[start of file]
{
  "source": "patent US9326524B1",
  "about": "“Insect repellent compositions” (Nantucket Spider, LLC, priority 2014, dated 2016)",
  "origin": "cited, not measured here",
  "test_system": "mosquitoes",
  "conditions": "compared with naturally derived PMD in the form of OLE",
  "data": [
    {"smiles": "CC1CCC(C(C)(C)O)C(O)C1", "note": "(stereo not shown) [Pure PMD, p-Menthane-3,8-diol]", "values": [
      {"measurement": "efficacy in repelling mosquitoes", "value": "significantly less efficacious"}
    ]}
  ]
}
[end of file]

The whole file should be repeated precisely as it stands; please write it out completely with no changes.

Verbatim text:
{
  "source": "patent US9326524B1",
  "about": "“Insect repellent compositions” (Nantucket Spider, LLC, priority 2014, dated 2016)",
  "origin": "cited, not measured here",
  "test_system": "mosquitoes",
  "conditions": "compared with naturally derived PMD in the form of OLE",
  "data": [
    {"smiles": "CC1CCC(C(C)(C)O)C(O)C1", "note": "(stereo not shown) [Pure PMD, p-Menthane-3,8-diol]", "values": [
      {"measurement": "efficacy in repelling mosquitoes", "value": "significantly less efficacious"}
    ]}
  ]
}